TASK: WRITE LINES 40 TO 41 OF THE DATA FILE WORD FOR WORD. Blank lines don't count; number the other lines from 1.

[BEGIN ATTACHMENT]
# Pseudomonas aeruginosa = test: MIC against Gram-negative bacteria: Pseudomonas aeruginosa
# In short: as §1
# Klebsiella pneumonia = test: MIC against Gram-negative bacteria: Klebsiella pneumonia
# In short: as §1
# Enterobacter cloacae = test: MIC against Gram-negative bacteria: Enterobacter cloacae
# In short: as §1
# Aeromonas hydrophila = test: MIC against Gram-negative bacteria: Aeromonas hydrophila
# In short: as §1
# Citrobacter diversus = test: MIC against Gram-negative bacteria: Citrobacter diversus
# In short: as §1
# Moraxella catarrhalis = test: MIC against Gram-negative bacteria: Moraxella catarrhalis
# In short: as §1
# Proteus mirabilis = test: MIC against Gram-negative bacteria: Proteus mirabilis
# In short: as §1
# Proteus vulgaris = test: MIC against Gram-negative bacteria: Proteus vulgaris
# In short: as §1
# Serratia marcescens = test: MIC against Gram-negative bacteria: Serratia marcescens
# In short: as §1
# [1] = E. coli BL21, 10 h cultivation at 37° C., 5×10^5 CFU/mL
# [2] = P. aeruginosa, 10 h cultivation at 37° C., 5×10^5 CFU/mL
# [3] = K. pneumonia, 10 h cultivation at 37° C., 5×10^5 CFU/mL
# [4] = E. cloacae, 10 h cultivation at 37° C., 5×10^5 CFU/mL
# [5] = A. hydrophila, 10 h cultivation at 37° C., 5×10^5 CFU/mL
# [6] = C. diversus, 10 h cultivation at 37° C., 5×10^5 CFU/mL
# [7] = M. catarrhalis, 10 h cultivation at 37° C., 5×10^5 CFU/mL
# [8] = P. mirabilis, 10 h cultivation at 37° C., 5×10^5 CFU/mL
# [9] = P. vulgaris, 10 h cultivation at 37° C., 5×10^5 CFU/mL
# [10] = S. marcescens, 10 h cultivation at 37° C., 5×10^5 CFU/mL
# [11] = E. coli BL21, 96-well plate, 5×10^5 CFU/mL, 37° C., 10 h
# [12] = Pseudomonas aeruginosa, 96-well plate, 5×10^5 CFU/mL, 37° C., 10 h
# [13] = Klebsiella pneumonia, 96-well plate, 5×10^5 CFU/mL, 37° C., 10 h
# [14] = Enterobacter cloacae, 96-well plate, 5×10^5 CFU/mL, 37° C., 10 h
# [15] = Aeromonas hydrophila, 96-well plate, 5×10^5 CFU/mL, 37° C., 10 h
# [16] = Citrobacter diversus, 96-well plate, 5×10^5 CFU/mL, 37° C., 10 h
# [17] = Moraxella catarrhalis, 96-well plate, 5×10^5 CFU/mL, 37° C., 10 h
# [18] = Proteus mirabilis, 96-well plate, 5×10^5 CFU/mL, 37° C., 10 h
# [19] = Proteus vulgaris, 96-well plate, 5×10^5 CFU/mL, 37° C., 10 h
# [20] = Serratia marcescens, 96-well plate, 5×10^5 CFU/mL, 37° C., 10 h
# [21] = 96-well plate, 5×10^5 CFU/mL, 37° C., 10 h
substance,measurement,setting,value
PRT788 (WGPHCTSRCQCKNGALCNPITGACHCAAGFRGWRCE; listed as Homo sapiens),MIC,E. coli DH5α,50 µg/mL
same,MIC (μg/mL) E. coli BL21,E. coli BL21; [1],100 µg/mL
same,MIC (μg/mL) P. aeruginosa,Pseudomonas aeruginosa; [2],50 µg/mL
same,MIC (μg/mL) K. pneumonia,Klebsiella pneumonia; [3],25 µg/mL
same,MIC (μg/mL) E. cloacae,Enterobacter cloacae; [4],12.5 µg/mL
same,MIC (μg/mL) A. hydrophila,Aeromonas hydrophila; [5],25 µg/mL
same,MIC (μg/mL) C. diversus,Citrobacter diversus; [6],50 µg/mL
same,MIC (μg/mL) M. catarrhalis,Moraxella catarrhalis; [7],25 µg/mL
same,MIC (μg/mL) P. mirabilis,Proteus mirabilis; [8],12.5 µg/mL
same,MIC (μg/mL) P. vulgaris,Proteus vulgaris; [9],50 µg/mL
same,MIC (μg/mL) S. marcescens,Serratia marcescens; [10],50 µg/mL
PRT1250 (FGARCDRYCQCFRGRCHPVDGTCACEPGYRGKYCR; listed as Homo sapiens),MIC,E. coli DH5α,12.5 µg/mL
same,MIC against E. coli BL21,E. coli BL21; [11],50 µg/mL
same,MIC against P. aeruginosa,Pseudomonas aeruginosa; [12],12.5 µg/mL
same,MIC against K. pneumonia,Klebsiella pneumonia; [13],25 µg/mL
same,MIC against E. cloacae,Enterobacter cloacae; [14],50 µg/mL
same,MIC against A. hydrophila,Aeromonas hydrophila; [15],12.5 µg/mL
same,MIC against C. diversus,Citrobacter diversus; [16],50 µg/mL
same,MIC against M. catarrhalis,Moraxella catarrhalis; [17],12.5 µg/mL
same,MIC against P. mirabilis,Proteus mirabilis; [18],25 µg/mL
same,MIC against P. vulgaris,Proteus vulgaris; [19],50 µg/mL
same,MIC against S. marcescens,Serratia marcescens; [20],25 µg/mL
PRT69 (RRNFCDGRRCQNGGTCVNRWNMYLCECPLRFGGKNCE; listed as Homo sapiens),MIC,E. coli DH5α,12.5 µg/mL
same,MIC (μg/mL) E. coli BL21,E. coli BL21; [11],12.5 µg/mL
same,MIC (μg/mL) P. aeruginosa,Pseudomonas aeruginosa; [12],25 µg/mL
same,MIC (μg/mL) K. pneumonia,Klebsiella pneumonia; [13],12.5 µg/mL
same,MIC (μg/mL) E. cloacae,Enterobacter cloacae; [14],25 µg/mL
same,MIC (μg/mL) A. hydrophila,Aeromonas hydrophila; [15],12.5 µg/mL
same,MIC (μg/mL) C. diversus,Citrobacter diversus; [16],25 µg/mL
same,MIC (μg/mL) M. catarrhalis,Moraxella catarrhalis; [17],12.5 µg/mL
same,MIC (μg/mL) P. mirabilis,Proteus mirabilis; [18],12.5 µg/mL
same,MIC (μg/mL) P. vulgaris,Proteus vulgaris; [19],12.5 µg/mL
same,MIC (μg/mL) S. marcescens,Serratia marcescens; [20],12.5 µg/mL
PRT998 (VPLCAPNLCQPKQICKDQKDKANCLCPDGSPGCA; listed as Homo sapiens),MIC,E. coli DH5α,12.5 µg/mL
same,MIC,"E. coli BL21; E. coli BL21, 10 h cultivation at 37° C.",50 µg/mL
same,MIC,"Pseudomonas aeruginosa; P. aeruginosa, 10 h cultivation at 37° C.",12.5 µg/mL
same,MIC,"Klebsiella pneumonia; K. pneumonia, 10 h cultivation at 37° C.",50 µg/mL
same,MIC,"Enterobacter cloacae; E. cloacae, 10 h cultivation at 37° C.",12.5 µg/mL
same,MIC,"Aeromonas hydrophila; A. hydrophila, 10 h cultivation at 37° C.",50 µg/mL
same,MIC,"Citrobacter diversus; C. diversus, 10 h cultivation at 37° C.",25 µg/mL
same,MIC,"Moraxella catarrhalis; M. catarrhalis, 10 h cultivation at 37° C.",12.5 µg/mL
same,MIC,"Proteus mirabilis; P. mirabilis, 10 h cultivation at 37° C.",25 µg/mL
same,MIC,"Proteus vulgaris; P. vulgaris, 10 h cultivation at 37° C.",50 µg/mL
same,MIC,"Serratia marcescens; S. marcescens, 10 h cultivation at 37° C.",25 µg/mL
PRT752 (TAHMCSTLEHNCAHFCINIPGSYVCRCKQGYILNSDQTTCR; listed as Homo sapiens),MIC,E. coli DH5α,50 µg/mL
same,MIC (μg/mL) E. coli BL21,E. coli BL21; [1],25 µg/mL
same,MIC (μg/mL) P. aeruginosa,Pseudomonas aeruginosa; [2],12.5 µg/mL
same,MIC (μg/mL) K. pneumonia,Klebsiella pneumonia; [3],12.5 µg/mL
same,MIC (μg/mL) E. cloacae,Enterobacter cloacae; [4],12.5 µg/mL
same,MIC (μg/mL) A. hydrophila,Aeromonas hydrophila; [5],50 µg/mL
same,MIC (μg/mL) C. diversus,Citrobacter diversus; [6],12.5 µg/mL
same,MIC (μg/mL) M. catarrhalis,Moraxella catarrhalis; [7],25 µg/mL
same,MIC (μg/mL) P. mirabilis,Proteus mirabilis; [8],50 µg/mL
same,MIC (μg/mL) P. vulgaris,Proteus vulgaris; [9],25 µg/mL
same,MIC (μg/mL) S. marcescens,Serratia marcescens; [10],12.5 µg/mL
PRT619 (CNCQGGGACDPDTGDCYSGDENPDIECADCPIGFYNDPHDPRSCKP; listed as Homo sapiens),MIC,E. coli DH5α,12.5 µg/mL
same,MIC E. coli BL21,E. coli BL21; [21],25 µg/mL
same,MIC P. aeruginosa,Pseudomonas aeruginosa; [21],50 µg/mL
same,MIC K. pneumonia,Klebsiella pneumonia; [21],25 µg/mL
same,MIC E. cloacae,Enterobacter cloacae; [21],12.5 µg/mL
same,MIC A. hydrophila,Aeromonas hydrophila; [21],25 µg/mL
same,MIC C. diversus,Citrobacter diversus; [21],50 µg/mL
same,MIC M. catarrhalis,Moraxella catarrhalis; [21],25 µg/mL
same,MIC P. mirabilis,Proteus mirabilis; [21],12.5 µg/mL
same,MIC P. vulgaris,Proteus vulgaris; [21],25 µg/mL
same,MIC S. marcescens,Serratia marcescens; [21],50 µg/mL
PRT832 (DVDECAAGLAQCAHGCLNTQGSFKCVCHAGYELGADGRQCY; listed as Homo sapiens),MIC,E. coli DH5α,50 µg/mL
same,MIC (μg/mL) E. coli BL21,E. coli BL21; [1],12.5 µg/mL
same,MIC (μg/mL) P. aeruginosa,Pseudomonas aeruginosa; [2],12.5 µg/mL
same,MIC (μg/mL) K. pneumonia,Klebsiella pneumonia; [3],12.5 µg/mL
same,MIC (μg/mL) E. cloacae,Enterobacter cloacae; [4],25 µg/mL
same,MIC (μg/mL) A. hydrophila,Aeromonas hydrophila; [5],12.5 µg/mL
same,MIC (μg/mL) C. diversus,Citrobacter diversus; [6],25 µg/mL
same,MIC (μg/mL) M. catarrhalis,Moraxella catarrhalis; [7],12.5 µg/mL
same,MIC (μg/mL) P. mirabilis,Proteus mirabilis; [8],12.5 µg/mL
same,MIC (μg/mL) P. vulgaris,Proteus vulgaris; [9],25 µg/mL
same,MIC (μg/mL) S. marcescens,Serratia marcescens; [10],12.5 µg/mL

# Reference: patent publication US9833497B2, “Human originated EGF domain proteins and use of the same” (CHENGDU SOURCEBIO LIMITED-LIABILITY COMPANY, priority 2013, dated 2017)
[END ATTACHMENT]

substance,measurement,setting,value
PRT788 (WGPHCTSRCQCKNGALCNPITGACHCAAGFRGWRCE; listed as Homo sapiens),MIC,E. coli DH5α,50 µg/mL